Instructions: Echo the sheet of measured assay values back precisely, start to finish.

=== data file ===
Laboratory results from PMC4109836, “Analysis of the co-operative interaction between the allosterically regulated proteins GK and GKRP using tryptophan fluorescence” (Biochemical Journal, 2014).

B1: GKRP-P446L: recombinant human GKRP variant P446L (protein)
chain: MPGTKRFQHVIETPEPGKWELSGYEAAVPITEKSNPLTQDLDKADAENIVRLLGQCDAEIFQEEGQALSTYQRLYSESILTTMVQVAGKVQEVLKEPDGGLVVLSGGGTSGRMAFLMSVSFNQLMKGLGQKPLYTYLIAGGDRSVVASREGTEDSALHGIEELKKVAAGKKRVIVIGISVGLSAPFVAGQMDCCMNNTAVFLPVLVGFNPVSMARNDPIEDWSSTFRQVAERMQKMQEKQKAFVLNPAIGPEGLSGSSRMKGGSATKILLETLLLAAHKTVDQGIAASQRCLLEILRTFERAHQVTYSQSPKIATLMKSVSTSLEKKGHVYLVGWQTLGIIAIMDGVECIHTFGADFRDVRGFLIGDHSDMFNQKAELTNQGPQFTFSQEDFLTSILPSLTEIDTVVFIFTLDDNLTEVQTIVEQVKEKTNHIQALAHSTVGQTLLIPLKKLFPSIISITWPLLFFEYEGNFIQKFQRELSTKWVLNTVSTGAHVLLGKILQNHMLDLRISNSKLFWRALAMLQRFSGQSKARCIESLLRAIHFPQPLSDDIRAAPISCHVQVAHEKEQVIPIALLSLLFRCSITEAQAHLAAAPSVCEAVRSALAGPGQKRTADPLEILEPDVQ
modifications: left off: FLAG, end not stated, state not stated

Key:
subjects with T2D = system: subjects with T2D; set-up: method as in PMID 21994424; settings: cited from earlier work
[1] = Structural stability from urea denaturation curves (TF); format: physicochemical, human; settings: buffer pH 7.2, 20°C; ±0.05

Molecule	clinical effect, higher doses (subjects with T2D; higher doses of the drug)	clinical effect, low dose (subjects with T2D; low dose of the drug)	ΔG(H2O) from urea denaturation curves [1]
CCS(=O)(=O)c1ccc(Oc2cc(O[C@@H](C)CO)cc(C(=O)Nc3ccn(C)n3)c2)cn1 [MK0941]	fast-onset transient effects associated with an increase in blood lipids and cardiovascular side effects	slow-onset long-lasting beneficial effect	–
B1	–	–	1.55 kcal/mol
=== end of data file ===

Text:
Laboratory results from PMC4109836, “Analysis of the co-operative interaction between the allosterically regulated proteins GK and GKRP using tryptophan fluorescence” (Biochemical Journal, 2014).

B1: GKRP-P446L: recombinant human GKRP variant P446L (protein)
chain: MPGTKRFQHVIETPEPGKWELSGYEAAVPITEKSNPLTQDLDKADAENIVRLLGQCDAEIFQEEGQALSTYQRLYSESILTTMVQVAGKVQEVLKEPDGGLVVLSGGGTSGRMAFLMSVSFNQLMKGLGQKPLYTYLIAGGDRSVVASREGTEDSALHGIEELKKVAAGKKRVIVIGISVGLSAPFVAGQMDCCMNNTAVFLPVLVGFNPVSMARNDPIEDWSSTFRQVAERMQKMQEKQKAFVLNPAIGPEGLSGSSRMKGGSATKILLETLLLAAHKTVDQGIAASQRCLLEILRTFERAHQVTYSQSPKIATLMKSVSTSLEKKGHVYLVGWQTLGIIAIMDGVECIHTFGADFRDVRGFLIGDHSDMFNQKAELTNQGPQFTFSQEDFLTSILPSLTEIDTVVFIFTLDDNLTEVQTIVEQVKEKTNHIQALAHSTVGQTLLIPLKKLFPSIISITWPLLFFEYEGNFIQKFQRELSTKWVLNTVSTGAHVLLGKILQNHMLDLRISNSKLFWRALAMLQRFSGQSKARCIESLLRAIHFPQPLSDDIRAAPISCHVQVAHEKEQVIPIALLSLLFRCSITEAQAHLAAAPSVCEAVRSALAGPGQKRTADPLEILEPDVQ
modifications: left off: FLAG, end not stated, state not stated

Key:
subjects with T2D = system: subjects with T2D; set-up: method as in PMID 21994424; settings: cited from earlier work
[1] = Structural stability from urea denaturation curves (TF); format: physicochemical, human; settings: buffer pH 7.2, 20°C; ±0.05

Molecule	clinical effect, higher doses (subjects with T2D; higher doses of the drug)	clinical effect, low dose (subjects with T2D; low dose of the drug)	ΔG(H2O) from urea denaturation curves [1]
CCS(=O)(=O)c1ccc(Oc2cc(O[C@@H](C)CO)cc(C(=O)Nc3ccn(C)n3)c2)cn1 [MK0941]	fast-onset transient effects associated with an increase in blood lipids and cardiovascular side effects	slow-onset long-lasting beneficial effect	–
B1	–	–	1.55 kcal/mol